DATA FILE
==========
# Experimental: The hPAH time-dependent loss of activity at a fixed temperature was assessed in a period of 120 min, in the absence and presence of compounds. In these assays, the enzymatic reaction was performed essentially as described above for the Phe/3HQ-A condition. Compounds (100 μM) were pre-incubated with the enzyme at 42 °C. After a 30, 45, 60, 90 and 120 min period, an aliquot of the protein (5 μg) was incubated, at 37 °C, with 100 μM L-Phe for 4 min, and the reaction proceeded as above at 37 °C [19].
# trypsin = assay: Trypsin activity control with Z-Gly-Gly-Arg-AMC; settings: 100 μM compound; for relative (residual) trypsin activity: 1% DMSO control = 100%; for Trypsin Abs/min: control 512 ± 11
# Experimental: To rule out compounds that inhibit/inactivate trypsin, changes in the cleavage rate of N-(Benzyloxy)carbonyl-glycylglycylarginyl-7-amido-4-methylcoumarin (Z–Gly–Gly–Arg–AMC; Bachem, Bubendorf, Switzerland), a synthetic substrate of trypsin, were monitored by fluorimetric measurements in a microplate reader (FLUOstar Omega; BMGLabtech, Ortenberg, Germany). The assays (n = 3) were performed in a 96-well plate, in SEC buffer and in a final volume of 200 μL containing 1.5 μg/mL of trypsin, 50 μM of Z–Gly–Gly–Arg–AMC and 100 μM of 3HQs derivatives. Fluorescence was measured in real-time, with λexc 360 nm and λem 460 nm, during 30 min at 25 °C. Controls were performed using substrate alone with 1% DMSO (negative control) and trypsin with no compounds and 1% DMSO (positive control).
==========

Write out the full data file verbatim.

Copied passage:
# Experimental: The hPAH time-dependent loss of activity at a fixed temperature was assessed in a period of 120 min, in the absence and presence of compounds. In these assays, the enzymatic reaction was performed essentially as described above for the Phe/3HQ-A condition. Compounds (100 μM) were pre-incubated with the enzyme at 42 °C. After a 30, 45, 60, 90 and 120 min period, an aliquot of the protein (5 μg) was incubated, at 37 °C, with 100 μM L-Phe for 4 min, and the reaction proceeded as above at 37 °C [19].
# trypsin = assay: Trypsin activity control with Z-Gly-Gly-Arg-AMC; settings: 100 μM compound; for relative (residual) trypsin activity: 1% DMSO control = 100%; for Trypsin Abs/min: control 512 ± 11
# Experimental: To rule out compounds that inhibit/inactivate trypsin, changes in the cleavage rate of N-(Benzyloxy)carbonyl-glycylglycylarginyl-7-amido-4-methylcoumarin (Z–Gly–Gly–Arg–AMC; Bachem, Bubendorf, Switzerland), a synthetic substrate of trypsin, were monitored by fluorimetric measurements in a microplate reader (FLUOstar Omega; BMGLabtech, Ortenberg, Germany). The assays (n = 3) were performed in a 96-well plate, in SEC buffer and in a final volume of 200 μL containing 1.5 μg/mL of trypsin, 50 μM of Z–Gly–Gly–Arg–AMC and 100 μM of 3HQs derivatives. Fluorescence was measured in real-time, with λexc 360 nm and λem 460 nm, during 30 min at 25 °C. Controls were performed using substrate alone with 1% DMSO (negative control) and trypsin with no compounds and 1% DMSO (positive control).